Member Time Horizons in Agricultural Cooperatives

Phil Kenkel

Bill Fitzwater Cooperative Chair

Most U.S. agricultural cooperatives were formed around the needs of a homogeneous set of members.  Over time, the membership base has evolved to include producers of different ages, different farm operations and different needs for products and services.  Membership heterogeneity includes differences in member age and time horizon.  A member’s time horizon affects their preferences for the cooperative’s financial choices.  For example, members with shorter time horizons may favor distributing the maximum amount of profits possible while members with longer time horizons might have greater support for retaining and reinvesting profits.

The cooperative’s financial choices can effect planning horizon related problems.  Retaining profits as unallocated equity amplifies time horizon problems. Since unallocated equity is never redeemed, members benefit from those retained funds only through future use.  Members with shorter time horizons receive very little benefit when a cooperative retains profits as unallocated equity.  Retaining profits as allocated equity is preferable, in terms of time horizon issues because the retained profits are eventually distributed to the member.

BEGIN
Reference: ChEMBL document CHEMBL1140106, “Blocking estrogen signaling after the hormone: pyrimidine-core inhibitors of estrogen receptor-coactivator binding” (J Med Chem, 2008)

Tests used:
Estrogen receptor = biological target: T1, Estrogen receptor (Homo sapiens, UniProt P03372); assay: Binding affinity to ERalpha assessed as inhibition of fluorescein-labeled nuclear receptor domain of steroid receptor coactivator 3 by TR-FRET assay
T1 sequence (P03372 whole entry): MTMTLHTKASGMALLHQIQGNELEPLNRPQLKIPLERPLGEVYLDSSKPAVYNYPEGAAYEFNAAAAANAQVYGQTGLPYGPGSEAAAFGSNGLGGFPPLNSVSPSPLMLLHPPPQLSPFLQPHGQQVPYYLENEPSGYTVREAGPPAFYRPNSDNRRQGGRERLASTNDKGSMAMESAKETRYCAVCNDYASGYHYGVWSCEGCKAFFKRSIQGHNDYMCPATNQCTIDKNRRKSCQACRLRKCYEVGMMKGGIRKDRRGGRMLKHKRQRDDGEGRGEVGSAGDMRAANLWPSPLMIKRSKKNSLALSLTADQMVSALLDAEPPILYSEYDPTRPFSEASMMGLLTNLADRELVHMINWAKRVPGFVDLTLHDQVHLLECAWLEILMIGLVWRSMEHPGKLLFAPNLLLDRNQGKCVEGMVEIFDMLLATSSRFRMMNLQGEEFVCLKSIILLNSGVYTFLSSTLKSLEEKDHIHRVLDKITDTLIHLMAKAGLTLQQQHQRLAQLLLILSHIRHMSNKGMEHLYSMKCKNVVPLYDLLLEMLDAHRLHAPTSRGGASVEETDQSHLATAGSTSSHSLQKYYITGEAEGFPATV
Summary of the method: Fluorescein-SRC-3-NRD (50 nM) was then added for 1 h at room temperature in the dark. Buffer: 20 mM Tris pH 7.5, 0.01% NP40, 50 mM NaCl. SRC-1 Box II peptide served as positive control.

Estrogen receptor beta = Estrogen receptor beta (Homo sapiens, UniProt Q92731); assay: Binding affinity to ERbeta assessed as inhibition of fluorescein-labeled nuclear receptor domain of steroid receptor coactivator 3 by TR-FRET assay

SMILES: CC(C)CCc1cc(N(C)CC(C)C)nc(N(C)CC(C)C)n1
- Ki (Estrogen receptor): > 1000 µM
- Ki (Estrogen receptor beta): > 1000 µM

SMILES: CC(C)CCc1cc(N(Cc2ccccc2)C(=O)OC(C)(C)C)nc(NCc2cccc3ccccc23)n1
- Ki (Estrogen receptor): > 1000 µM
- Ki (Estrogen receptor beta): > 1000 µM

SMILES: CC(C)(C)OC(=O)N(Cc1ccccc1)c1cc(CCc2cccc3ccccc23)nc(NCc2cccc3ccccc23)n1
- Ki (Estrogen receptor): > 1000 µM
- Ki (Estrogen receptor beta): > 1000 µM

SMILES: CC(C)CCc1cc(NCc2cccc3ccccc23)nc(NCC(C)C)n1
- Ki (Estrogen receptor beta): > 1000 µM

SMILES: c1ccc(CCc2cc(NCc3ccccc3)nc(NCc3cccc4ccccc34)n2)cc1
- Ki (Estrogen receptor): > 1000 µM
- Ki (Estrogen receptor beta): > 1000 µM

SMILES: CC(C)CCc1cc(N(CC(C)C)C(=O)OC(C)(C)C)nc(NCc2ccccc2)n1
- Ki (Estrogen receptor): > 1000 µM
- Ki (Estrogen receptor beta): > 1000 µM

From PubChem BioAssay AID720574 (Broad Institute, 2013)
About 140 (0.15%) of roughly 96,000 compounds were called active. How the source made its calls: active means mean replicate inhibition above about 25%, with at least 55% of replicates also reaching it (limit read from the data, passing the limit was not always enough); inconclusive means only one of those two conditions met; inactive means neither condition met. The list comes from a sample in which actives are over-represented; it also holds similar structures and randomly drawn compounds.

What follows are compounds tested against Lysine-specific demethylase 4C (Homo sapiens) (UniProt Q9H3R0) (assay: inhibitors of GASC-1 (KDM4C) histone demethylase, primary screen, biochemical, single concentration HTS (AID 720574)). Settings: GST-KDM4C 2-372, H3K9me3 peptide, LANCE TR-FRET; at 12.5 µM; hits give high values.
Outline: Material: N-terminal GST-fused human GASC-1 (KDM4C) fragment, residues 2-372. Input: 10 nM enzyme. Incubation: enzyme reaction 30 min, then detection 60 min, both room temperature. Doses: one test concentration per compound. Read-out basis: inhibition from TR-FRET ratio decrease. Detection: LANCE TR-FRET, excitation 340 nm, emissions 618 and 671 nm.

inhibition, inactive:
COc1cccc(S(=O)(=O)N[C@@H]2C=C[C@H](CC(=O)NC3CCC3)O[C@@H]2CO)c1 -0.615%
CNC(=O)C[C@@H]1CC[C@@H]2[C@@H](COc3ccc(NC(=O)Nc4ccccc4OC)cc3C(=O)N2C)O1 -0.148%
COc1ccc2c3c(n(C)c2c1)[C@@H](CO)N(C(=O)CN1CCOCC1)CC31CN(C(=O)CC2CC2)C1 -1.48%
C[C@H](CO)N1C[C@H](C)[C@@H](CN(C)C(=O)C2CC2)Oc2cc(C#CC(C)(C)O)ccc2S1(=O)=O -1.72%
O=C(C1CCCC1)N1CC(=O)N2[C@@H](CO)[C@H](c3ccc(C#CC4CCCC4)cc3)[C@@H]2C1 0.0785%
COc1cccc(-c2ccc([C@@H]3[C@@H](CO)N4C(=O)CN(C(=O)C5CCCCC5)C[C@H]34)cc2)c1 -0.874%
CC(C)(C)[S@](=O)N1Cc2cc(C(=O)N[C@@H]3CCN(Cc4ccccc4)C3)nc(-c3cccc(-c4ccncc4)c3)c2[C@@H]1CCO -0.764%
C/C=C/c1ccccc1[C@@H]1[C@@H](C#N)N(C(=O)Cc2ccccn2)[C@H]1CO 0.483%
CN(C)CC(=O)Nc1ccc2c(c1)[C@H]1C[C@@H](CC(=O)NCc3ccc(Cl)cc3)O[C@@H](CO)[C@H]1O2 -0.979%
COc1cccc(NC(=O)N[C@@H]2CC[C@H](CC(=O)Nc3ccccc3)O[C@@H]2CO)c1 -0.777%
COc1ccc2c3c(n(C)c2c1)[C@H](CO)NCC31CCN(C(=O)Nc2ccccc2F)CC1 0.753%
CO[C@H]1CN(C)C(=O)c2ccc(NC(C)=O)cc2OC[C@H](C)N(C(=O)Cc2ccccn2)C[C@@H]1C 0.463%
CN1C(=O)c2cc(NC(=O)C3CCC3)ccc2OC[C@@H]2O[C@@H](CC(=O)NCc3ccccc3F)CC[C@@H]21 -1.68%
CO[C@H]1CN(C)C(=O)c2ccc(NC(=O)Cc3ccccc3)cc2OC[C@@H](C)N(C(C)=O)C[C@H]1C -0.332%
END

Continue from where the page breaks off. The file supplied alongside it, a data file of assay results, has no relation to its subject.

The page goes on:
A cooperative’s equity management system also has an impact on time horizon issues. Age of patron plans create the most disparity in time horizons across the membership.  Younger members face a long delay in receiving value for retained allocated equity. A 20-year-old patron who may have to wait 45 years for a revolving equity payment may have a different attitude toward retaining profits relative to a 64 year old patron. Managing equity through an age of stock plan decreases time horizon issues since every member, young and old, realized the value of retained profits within the same time span.  Reducing the length of the revolving cycle reduces time horizon issues at the cost of higher cash outflows.

In an agricultural cooperative, a diverse membership is a good thing and part of the process of evolving to meet the needs of the next generation. Members with different time horizons receive different value packages from the cooperative and have different preferences for profit distribution, equity management and infrastructure reinvestment.  The cooperative board must balance membership preferences with the needs of the cooperative.  The board cannot please every member and that becomes more obvious as the membership becomes more diverse.  The board does have choices in profit distribution and equity management that can minimize or maximize time horizon issues.  Re-examining those choices can be part of the “tinkering” that is necessary as the cooperative matures.